SpaceX launches 114 small satellites on first mission of 2023 – Spaceflight Now


Watch a replay of our live coverage of the countdown and launch of a SpaceX Falcon 9 rocket from Space Launch Complex 40 at Cape Canaveral Space Force Station, Florida. The Transporter 6 mission launched 114 small payloads from customers around the world. Follow us on Twitter.

SpaceX’s first launch of the year fired away from Cape Canaveral Tuesday and hauled 114 small satellites into polar orbit for operators in 23 countries, deploying a range of payloads for tech demo, Earth observation, and communication missions.

A 229-foot-tall (70-meter) Falcon 9 rocket did the lifting, kicking off the mission at 9:56 a.m. EST (1456 GMT) with a thundering launch from pad 40 at Cape Canaveral Space Force Station. The launch marked the 1st of as many as 100 missions on SpaceX’s schedule for 2023, following a record 61 launches last year.

Launch pads on Florida’s Space Coast were busier than ever last year, with 57 rocket flights aiming to put payloads into orbit. The U.S. Space Force is preparing for as many as 87 launches from Cape Canaveral Space Force Station and Kennedy Space Center in 2023. Read our earlier story for details on the 2023 launch schedule.

For Tuesday’s mission, the Falcon 9 headed southeast from Cape Canaveral, then veered south along Florida’s east coast to place the mission’s 114 payloads into polar orbit. The first stage fired its nine Merlin engines for 2 minutes and 17 seconds, then separated from the Falcon upper stage to begin its return to Florida.

The first stage pulsed cold gas nitrogen thrusters to flip around and fly tail-first, then ignited three of the Merlin engines for a boost-back burn to reverse course and head back to Cape Canaveral Space Force Station.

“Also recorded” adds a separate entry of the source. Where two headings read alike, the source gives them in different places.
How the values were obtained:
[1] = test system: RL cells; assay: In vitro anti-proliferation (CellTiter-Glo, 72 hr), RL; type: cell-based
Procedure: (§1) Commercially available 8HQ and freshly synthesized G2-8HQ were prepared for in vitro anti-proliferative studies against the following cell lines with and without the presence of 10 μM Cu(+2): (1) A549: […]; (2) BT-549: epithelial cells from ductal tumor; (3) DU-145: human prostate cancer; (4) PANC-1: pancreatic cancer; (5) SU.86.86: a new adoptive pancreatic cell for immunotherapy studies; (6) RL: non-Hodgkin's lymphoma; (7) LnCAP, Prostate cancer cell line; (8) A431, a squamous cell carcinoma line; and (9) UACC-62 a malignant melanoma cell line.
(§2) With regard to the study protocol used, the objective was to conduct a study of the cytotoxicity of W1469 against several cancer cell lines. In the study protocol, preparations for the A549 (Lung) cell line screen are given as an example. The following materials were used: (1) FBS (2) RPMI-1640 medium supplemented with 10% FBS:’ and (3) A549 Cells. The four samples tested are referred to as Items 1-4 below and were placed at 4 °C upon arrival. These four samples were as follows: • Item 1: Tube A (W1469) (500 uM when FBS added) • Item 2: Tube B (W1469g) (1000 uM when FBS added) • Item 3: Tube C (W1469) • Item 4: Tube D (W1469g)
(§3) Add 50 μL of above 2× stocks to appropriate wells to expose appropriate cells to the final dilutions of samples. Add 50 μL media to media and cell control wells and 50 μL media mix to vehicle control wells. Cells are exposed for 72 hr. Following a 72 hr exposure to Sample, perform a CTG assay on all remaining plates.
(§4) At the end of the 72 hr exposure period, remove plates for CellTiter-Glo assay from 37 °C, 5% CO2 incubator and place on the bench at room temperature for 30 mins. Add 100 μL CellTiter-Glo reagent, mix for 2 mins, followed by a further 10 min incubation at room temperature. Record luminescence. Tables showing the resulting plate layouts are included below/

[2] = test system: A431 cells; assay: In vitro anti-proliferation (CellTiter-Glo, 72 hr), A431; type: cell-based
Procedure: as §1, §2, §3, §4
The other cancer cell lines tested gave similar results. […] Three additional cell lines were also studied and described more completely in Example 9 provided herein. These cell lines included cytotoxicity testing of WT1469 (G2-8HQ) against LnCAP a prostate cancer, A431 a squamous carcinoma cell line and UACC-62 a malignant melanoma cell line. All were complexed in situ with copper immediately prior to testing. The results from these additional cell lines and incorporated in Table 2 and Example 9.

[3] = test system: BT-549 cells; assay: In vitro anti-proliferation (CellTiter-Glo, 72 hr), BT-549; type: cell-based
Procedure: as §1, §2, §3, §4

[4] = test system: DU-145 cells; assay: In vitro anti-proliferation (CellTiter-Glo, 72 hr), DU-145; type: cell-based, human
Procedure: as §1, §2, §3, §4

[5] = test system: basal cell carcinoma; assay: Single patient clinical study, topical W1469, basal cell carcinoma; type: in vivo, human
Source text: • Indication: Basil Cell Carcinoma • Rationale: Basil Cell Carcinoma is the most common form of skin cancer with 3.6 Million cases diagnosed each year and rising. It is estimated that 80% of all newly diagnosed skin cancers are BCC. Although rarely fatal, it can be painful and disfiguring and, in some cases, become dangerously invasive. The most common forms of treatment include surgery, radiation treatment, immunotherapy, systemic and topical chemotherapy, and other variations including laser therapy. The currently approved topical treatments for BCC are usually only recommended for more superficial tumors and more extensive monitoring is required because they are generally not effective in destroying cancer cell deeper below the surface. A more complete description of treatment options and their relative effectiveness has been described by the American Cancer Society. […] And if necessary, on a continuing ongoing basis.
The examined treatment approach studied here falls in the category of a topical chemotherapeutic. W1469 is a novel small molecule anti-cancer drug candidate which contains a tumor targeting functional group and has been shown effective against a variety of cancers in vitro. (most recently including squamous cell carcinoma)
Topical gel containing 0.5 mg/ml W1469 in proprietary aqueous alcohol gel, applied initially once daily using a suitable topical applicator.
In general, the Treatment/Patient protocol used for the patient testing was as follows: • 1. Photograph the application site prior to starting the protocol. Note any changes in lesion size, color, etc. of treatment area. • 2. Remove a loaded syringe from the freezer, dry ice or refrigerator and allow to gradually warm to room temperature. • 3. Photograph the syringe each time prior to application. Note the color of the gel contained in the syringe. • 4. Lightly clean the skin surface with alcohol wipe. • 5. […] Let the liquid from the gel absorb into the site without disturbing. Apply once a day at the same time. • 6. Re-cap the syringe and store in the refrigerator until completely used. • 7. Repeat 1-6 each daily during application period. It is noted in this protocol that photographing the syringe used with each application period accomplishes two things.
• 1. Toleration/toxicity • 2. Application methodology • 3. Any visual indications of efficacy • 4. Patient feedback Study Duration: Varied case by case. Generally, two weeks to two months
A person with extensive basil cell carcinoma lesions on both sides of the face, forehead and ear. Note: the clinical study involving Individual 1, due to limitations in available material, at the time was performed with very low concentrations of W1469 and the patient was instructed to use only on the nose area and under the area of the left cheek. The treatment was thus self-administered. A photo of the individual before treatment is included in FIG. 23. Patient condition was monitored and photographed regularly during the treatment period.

The booster extended titanium grid fins as it slowly cartwheeled at the edge of space, providing aerodynamic aids to help steer the rocket back through the atmosphere. Then the rocket fired three of its engines again for a re-entry burn. After slowing to a velocity less than the speed of sound, the rocket lit its center engine for a final braking maneuver just before a vertical touchdown on four legs at Landing Zone 1, less than 6 miles (10 kilometers) from the launch pad.

The reusable first stage on Tuesday’s mission — tail number B1060 — aced its 15th launch and landing, tying a record for the most-flown booster in SpaceX’s inventory. It debuted in June 2020 on a mission carrying a GPS navigation satellite into space, and most recently flew Oct. 8 on a mission with two Intelsat TV broadcasting satellites.

While the booster returned to Cape Canaveral Tuesday the Falcon 9’s second stage engine burned about six minutes to reach a preliminary parking orbit. After coasting over Central America, the Pacific Ocean, and Antarctica, the upper stage briefly restarted its engine for two seconds around 55 minutes into the mission to place the satellite payloads into a near-circular orbit at an altitude of about 326 miles (525 kilometers), and an inclination of 97.5 degrees to the equator.

Then the Falcon 9 rocket began a carefully choreographed deployment sequence to release its menagerie of payloads. The deployment sequence started at T+plus 58…



Read More: SpaceX launches 114 small satellites on first mission of 2023 – Spaceflight Now

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